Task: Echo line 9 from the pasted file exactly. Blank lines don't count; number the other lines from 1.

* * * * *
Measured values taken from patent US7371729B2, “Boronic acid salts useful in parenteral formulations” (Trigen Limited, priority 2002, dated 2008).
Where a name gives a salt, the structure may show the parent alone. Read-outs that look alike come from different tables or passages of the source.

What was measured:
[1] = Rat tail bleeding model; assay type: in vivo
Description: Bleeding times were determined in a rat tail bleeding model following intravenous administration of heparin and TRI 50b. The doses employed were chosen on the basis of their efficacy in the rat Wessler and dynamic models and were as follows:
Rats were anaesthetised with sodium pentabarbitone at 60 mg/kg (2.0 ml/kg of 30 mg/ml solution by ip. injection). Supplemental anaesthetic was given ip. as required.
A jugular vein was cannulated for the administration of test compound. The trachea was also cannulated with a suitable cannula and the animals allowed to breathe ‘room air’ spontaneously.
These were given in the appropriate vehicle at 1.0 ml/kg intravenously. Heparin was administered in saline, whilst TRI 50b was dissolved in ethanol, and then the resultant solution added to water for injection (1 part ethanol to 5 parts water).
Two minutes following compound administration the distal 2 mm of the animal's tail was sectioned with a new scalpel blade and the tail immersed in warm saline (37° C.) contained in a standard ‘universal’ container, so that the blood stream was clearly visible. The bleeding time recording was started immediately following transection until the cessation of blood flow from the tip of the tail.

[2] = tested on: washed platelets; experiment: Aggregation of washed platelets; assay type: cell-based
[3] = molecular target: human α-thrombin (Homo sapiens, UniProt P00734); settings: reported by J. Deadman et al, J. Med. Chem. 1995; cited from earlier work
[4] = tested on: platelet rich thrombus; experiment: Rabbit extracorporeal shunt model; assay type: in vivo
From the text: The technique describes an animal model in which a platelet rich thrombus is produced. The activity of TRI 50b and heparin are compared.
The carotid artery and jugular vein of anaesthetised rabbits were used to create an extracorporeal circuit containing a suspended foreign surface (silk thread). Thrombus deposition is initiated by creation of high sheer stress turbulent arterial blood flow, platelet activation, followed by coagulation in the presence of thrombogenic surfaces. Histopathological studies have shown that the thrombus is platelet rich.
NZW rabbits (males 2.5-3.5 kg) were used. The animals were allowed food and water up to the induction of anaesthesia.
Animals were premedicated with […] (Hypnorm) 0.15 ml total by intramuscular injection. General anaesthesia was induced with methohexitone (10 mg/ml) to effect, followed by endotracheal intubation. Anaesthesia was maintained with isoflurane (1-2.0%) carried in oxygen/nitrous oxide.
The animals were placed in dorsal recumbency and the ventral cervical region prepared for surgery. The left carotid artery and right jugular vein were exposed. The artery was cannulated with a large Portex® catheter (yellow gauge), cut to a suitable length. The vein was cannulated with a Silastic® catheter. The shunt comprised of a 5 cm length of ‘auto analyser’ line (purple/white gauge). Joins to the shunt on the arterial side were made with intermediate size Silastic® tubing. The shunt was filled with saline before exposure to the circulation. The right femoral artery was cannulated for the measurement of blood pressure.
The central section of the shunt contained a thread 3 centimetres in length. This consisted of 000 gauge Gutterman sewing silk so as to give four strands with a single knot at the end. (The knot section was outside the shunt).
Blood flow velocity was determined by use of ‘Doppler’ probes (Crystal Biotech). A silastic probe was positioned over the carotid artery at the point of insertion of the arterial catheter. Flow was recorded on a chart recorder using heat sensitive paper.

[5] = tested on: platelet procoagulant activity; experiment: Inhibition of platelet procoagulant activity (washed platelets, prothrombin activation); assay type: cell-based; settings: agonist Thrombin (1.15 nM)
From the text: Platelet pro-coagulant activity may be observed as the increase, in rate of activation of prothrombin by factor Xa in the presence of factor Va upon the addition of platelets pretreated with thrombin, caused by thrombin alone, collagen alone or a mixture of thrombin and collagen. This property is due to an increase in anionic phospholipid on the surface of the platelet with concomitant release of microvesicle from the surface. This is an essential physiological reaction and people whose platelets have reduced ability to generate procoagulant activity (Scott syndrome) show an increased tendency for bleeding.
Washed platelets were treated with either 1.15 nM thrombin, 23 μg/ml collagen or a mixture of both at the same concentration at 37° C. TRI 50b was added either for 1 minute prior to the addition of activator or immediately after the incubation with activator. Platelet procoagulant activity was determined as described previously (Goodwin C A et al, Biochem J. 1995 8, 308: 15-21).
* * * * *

Two minutes following compound administration the distal 2 mm of the animal's tail was sectioned with a new scalpel blade and the tail immersed in warm saline (37° C.) contained in a standard ‘universal’ container, so that the blood stream was clearly visible. The bleeding time recording was started immediately following transection until the cessation of blood flow from the tip of the tail.